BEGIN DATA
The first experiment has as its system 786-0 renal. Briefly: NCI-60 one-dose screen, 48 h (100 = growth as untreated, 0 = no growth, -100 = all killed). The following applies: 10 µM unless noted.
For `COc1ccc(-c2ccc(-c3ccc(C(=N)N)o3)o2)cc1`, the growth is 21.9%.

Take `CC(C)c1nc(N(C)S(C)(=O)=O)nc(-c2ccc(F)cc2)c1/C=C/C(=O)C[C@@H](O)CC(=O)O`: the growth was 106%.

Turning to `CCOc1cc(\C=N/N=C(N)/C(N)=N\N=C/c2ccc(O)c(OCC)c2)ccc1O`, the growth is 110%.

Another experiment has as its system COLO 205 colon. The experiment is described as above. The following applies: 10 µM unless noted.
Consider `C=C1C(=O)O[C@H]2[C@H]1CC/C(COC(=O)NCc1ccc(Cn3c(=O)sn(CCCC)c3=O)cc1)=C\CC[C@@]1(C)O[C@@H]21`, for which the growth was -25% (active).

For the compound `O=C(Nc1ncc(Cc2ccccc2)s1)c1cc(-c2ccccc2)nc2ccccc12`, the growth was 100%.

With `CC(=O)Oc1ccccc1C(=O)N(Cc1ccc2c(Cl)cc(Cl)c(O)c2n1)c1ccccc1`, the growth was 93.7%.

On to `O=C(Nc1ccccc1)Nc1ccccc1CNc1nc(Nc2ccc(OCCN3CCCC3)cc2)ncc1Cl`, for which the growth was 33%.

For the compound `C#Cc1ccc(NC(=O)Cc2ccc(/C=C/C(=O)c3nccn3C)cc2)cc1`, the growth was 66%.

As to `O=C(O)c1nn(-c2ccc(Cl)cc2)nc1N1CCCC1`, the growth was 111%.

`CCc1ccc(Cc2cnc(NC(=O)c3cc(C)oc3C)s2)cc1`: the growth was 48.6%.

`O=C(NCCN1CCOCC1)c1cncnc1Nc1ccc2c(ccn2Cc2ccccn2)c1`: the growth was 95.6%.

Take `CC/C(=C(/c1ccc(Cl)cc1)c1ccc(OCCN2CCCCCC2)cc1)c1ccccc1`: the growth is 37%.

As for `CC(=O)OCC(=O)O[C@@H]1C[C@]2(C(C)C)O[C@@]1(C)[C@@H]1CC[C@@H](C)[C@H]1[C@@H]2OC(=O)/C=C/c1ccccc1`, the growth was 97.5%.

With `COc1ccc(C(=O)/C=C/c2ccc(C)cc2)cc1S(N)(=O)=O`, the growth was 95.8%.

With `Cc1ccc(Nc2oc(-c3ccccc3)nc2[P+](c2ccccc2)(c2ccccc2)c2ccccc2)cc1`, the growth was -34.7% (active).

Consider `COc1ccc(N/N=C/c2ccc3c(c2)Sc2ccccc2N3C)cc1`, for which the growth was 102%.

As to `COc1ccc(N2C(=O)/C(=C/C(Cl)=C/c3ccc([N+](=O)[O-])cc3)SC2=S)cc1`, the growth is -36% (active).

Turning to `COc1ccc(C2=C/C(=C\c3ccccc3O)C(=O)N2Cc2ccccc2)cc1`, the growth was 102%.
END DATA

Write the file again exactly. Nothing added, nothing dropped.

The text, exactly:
The first experiment has as its system 786-0 renal. Briefly: NCI-60 one-dose screen, 48 h (100 = growth as untreated, 0 = no growth, -100 = all killed). The following applies: 10 µM unless noted.
For `COc1ccc(-c2ccc(-c3ccc(C(=N)N)o3)o2)cc1`, the growth is 21.9%.

Take `CC(C)c1nc(N(C)S(C)(=O)=O)nc(-c2ccc(F)cc2)c1/C=C/C(=O)C[C@@H](O)CC(=O)O`: the growth was 106%.

Turning to `CCOc1cc(\C=N/N=C(N)/C(N)=N\N=C/c2ccc(O)c(OCC)c2)ccc1O`, the growth is 110%.

Another experiment has as its system COLO 205 colon. The experiment is described as above. The following applies: 10 µM unless noted.
Consider `C=C1C(=O)O[C@H]2[C@H]1CC/C(COC(=O)NCc1ccc(Cn3c(=O)sn(CCCC)c3=O)cc1)=C\CC[C@@]1(C)O[C@@H]21`, for which the growth was -25% (active).

For the compound `O=C(Nc1ncc(Cc2ccccc2)s1)c1cc(-c2ccccc2)nc2ccccc12`, the growth was 100%.

With `CC(=O)Oc1ccccc1C(=O)N(Cc1ccc2c(Cl)cc(Cl)c(O)c2n1)c1ccccc1`, the growth was 93.7%.

On to `O=C(Nc1ccccc1)Nc1ccccc1CNc1nc(Nc2ccc(OCCN3CCCC3)cc2)ncc1Cl`, for which the growth was 33%.

For the compound `C#Cc1ccc(NC(=O)Cc2ccc(/C=C/C(=O)c3nccn3C)cc2)cc1`, the growth was 66%.

As to `O=C(O)c1nn(-c2ccc(Cl)cc2)nc1N1CCCC1`, the growth was 111%.

`CCc1ccc(Cc2cnc(NC(=O)c3cc(C)oc3C)s2)cc1`: the growth was 48.6%.

`O=C(NCCN1CCOCC1)c1cncnc1Nc1ccc2c(ccn2Cc2ccccn2)c1`: the growth was 95.6%.

Take `CC/C(=C(/c1ccc(Cl)cc1)c1ccc(OCCN2CCCCCC2)cc1)c1ccccc1`: the growth is 37%.

As for `CC(=O)OCC(=O)O[C@@H]1C[C@]2(C(C)C)O[C@@]1(C)[C@@H]1CC[C@@H](C)[C@H]1[C@@H]2OC(=O)/C=C/c1ccccc1`, the growth was 97.5%.

With `COc1ccc(C(=O)/C=C/c2ccc(C)cc2)cc1S(N)(=O)=O`, the growth was 95.8%.

With `Cc1ccc(Nc2oc(-c3ccccc3)nc2[P+](c2ccccc2)(c2ccccc2)c2ccccc2)cc1`, the growth was -34.7% (active).

Consider `COc1ccc(N/N=C/c2ccc3c(c2)Sc2ccccc2N3C)cc1`, for which the growth was 102%.

As to `COc1ccc(N2C(=O)/C(=C/C(Cl)=C/c3ccc([N+](=O)[O-])cc3)SC2=S)cc1`, the growth is -36% (active).

Turning to `COc1ccc(C2=C/C(=C\c3ccccc3O)C(=O)N2Cc2ccccc2)cc1`, the growth was 102%.